Salle v. Meadows, No. 07-1089, 2007 WL 4463920 (M.D. Fla. December 17, 2007)
Defendant Meadows thought that Plaintiff Salle owed him about $9,500. He was apparently having some trouble getting paid, so he registered the plaintiff’s personal name as a domain name – briansalle.com. He then tried to sell it to Salle for the amount of the purported debt. Being uninterested in the purchase, Salle filed a cybersquatting complaint against Meadows in federal court.
Salle asserted claims under both 15 U.S.C. §1125(d) and 15 U.S.C. §1129. Both parties moved for summary judgment. It was a mixed ruling, but largely a win for Salle.
The court addressed the §1129 claim first. That portion of the Lanham Act provides:
Any person who registers a domain name that consists of the name of another living person, or a name substantially and confusingly similar thereto, without that person’s consent, with the specific intent to profit from such name by selling the domain name for financial gain to that person or any third party, shall be liable in a civil action by such person.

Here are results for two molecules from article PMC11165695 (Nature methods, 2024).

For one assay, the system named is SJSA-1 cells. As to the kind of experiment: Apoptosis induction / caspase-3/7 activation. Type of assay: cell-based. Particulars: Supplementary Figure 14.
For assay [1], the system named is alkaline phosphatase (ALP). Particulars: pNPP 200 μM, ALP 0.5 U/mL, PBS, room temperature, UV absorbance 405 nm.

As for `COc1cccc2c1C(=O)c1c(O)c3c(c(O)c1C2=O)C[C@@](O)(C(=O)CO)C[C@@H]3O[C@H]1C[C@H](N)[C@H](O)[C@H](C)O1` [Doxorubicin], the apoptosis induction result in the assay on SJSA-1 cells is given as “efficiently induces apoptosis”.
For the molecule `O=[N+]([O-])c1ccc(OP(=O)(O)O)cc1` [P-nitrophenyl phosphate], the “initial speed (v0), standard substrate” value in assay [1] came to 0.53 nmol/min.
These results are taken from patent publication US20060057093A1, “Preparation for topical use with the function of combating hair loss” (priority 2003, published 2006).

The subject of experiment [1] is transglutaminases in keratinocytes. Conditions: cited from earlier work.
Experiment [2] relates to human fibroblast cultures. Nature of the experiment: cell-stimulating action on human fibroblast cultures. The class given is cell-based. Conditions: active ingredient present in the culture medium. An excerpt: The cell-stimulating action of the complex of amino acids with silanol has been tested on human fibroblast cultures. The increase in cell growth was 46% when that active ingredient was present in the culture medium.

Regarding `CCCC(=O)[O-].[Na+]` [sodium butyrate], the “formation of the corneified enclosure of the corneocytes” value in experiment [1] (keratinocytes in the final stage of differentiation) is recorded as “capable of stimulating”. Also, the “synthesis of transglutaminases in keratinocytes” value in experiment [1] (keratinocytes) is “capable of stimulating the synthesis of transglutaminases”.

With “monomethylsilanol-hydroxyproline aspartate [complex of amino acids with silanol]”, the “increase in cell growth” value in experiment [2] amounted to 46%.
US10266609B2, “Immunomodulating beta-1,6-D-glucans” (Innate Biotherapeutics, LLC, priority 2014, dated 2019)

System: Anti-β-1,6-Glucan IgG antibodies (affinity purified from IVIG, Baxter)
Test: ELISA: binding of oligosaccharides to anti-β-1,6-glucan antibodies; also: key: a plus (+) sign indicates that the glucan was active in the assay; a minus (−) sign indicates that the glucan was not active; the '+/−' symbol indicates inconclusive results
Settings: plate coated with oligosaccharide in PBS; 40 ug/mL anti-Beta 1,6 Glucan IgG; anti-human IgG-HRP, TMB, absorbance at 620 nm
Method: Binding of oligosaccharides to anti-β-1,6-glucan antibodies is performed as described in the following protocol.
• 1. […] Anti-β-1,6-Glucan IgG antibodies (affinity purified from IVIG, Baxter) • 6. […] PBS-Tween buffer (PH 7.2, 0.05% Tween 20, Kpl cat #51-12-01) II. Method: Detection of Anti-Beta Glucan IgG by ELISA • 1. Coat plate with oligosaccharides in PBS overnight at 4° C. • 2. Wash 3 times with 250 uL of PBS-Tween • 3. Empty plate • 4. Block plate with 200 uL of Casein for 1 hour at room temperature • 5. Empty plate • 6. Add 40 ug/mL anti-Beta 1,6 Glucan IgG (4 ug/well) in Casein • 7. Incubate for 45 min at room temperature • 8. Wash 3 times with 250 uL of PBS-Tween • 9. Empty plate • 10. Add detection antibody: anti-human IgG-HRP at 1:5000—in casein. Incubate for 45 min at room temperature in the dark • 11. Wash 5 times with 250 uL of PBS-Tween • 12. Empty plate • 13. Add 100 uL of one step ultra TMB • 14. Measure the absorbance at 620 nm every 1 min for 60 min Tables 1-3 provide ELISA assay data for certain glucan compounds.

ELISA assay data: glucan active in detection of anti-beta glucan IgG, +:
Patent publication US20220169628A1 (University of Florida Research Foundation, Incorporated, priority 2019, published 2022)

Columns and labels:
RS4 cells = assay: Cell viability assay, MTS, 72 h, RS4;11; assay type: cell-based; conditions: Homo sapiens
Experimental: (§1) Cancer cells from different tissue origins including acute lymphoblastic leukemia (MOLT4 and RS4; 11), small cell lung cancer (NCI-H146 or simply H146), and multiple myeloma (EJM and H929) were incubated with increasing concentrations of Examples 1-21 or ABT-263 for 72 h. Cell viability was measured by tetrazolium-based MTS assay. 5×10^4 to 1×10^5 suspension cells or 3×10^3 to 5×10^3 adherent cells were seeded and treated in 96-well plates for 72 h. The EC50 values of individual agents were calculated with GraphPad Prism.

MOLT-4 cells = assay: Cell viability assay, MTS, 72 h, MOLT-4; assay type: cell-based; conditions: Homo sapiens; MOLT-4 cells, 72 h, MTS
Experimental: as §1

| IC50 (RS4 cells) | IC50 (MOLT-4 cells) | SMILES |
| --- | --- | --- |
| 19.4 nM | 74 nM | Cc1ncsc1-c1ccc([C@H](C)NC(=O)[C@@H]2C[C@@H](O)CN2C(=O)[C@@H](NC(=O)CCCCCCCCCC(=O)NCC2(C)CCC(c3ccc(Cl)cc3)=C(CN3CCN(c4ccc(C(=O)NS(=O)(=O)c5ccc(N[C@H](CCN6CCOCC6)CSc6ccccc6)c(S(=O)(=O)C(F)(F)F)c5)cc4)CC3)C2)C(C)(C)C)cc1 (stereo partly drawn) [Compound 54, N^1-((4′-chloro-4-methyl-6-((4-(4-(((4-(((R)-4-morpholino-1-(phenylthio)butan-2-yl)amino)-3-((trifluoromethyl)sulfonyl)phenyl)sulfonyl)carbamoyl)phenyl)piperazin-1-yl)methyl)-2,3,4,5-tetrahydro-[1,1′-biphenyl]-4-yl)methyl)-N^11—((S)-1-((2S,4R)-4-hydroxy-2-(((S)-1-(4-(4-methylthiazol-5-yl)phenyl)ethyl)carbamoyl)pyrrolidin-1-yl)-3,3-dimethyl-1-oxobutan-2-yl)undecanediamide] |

Meadows argued that in trying to sell the domain name and thus recover money owed to him, he was not trying to profit, and therefore not liable under §1129. Despite some dispute over whether the debt was actually owed and to whom, the court ruled in Salle’s favor. “[C]yber-extortion is not a permissible way to recover a debt,” the court warned.
As for the §1125(d) claim, the court ruled in Meadows’s favor. Section 1125(d) provides, among other things, that a person shall be liable to the “owner of a mark, including a personal name which is protected as a mark under [§1125]” if that person has a bad faith intent to profit from that mark.
Salle argued that §1125 provides that all personal names are subject to trademark protection. Meadows, on the other hand, argued that a personal name must have some sort of trademark significance, e.g., acquired distinctiveness, in order to fall with the protection of §1125. Agreeing with Meadows’s interpretation of the section, the court found that Salle failed to present enough evidence to survive summary judgment on the question of whether he had protectible trademark rights in his personal name.